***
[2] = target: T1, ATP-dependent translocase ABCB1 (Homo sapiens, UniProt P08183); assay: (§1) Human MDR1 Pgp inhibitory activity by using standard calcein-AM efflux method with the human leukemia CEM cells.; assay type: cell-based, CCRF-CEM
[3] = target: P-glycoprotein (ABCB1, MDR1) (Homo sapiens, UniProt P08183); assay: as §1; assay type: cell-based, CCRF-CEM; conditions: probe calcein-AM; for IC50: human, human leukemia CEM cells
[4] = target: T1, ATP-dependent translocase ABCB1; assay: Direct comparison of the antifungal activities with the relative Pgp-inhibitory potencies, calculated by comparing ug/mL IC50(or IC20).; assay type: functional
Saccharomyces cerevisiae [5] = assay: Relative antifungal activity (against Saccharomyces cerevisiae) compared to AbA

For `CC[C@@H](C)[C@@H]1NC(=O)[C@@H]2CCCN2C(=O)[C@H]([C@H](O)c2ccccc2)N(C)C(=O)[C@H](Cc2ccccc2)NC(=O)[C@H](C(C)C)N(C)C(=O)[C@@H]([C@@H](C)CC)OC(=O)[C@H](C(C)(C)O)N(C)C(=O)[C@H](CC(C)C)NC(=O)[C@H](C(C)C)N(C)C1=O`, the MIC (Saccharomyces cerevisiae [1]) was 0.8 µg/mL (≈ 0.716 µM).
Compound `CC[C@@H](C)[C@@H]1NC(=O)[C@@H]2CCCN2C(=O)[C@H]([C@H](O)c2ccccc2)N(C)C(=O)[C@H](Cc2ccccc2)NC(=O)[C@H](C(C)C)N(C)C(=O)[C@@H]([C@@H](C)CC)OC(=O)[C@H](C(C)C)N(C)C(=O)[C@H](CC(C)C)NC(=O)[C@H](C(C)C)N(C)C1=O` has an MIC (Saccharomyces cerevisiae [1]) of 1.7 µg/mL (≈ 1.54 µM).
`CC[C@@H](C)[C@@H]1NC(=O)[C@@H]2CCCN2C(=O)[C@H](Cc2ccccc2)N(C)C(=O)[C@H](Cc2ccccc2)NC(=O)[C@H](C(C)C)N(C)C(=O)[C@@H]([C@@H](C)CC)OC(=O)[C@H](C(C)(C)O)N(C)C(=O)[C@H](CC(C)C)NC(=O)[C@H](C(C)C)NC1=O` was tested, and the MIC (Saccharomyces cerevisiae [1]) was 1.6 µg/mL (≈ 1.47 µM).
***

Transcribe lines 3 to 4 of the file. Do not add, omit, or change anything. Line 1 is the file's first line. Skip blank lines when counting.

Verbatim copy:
[4] = target: T1, ATP-dependent translocase ABCB1; assay: Direct comparison of the antifungal activities with the relative Pgp-inhibitory potencies, calculated by comparing ug/mL IC50(or IC20).; assay type: functional
Saccharomyces cerevisiae [5] = assay: Relative antifungal activity (against Saccharomyces cerevisiae) compared to AbA